Taipei hit out at China on March 31 for what it said was a “reckless and provocative” incursion by two fighter aircraft across a largely respected line dividing the two sides in the Taiwan Strait.
The defence ministry said Taiwan scrambled its own aircraft and broadcast warnings after two J-11 fighters crossed over the “median line” within the waters that separate the island from the mainland.
A spokesman for Taiwan president Tsai Ing-wen, called China’s flights “provocative and damaging the cross-straits status quo”.
“On March 31, 2 PLAAF J-11 jets violated the long-held tacit agreement by crossing the median line of the Taiwan Strait,” the ministry of foreign affairs said on Twitter.
“It was an intentional, reckless and provocative action. We have informed regional partners and condemn China for such behaviour,” the ministry added.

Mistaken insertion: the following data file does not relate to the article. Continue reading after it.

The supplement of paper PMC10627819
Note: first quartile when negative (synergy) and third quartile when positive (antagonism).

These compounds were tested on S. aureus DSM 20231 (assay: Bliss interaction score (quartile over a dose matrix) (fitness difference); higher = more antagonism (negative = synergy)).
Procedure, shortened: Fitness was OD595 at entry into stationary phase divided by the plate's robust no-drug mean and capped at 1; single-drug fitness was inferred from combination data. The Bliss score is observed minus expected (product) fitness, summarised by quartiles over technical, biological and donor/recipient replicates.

China has ramped up the number of fighter and warship crossings near Taiwan or through the straits in recent years, rattling nerves on the island at a time when relations are at a low point.
But it is highly unusual for them to cross the so-called median line, a widely agreed upon boundary that passes through the middle of the straits. Taiwanese news media reported that the last time Chinese jets had crossed the line was in 2011.
That incident was portrayed by both sides as an inadvertent mistake by two fighter jets responding to a nearby US spy plane. Taipei described the latest incursion as a deliberate act. Presidential office spokesman Alex Huang called the flights “provocative and damaging the cross-straits status quo”.
The flights come a week after the US sailed a destroyer and a coastguard ship through the Taiwan Strait, angering Beijing.
Although the straits are an international waterway China often hits out when US or other western navy ships pass through them.
Beijing sees Taiwan as part of its territory awaiting unification, even though the two sides have been ruled separately since the end of a civil war in 1949. Washington diplomatically recognises China over Taiwan but remains the island’s chief military ally and arms supplier.